• Forthrighthealth.com

            Someone still has to pay for a single-payer system and the costs in such systems are rising just as fast as our current system. Look at the cost increases across single-payer systems (including our Medicare and VA) and you’ll see rates the same or greater as our “private” US system.

          • Patient Kit

            I want a system in place that guarantees all Americans the medical care they need, whether they personally have the money or not at the time that they get sick or injured — something like Medicaid for All Americans. I think healthcare is a human right similar to our kids having the right to an education through high school. I want healthcare in this country to stop being, first and foremost, a big business.

          • Forthrighthealth.com

            I understand and don’t differ all that much. However, go take a look at the Medicaid Managed Care Organizations that manage Medicaid for the states, talk about BIG Business! Then go take a look at the Medicaid quality measures. The systems in the hands of the government are even more corrupt! I’d rather give the system to the people. Give everyone money in an HSA and let them do whatever they want with it. It wouldn’t be dissimilar to food stamps.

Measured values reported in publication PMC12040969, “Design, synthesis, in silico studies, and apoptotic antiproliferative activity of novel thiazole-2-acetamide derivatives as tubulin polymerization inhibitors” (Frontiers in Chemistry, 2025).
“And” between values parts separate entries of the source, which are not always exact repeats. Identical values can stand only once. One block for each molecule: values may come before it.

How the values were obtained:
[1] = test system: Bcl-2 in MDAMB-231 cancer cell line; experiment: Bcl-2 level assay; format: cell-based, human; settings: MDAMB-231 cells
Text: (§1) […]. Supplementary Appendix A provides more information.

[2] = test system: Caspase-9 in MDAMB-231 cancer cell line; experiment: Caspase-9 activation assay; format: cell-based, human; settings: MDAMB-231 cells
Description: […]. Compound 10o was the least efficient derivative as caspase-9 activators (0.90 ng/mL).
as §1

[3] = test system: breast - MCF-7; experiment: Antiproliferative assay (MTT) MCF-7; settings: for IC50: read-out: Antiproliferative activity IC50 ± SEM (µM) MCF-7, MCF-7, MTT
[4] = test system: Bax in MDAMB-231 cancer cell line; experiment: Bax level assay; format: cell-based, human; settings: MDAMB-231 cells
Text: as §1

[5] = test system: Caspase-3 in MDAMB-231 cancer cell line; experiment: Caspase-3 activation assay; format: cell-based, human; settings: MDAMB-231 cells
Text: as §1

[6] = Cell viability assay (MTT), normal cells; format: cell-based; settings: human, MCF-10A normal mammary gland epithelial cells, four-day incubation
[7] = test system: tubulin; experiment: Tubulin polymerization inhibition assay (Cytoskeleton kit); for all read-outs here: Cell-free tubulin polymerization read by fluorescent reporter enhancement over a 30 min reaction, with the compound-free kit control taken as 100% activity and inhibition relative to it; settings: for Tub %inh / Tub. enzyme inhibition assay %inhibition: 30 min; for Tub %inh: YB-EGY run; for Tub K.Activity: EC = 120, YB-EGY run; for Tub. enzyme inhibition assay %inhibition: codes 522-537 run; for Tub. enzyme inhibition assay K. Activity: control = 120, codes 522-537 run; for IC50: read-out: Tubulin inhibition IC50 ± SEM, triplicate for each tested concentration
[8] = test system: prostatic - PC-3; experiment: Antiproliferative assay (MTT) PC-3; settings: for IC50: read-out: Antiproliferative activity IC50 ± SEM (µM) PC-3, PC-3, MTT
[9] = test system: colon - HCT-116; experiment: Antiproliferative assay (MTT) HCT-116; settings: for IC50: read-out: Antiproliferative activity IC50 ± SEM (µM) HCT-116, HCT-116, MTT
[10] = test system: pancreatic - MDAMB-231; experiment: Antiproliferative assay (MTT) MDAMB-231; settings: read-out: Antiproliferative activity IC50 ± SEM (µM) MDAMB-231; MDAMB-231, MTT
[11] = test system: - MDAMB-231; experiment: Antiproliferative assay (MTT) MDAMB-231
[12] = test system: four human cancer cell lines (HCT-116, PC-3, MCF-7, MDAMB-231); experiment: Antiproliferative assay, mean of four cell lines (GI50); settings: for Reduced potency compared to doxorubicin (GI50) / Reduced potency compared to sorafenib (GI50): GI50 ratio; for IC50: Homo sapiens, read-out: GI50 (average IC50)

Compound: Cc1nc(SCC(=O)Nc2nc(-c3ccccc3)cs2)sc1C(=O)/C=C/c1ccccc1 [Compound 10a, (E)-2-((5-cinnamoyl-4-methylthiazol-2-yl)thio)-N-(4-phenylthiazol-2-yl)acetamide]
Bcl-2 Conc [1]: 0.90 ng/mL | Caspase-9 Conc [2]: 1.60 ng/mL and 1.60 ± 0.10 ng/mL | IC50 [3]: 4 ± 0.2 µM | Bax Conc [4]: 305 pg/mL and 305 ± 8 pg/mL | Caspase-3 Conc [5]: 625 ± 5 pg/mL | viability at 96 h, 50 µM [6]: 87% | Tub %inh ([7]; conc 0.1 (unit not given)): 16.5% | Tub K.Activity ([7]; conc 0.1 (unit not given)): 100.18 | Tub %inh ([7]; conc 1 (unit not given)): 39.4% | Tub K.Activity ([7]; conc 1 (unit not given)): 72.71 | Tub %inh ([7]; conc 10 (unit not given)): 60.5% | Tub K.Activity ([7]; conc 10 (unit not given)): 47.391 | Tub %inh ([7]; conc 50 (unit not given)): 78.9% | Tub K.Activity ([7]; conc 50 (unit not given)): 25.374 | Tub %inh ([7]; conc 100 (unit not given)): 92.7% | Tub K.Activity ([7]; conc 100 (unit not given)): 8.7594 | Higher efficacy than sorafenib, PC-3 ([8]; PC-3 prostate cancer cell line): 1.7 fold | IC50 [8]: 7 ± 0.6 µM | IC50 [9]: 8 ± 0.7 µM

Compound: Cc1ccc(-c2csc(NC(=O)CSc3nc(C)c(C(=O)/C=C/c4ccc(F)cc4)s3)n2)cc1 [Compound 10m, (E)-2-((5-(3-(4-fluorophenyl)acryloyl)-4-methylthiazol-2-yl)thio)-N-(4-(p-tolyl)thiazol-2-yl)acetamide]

• Lisa

            HSA are only available to people who are employed. Not retired people, not people who are unemployed. But the major problem with handing people currently on medicade some sort of stipend to buy medical care is those politicians who don’t believe that poor people deserve medical care will cut those stipends. Or else they will provide stipends that are not enough to cover medical care comprehensive medical care. And even worse is business will pop up to separate people from the stipends. And based on what I see here, I fear some of those businesses will be DPC practices who will convince people that if they have DPC they do not need insurance.

          • RES

            When I was a graduate student and our first child was born we were in California. To my great surprise and good fortune MediCal then (unlike any Medicaid now, AFAIK) would pay. Any income over the poverty line was the monthly deductible- we paid that then they paid.
            If there were to be a national health system in the US this might be a worthwhile way to run the major medical part of it. If it did, concierge primary care might work, though I have my doubts.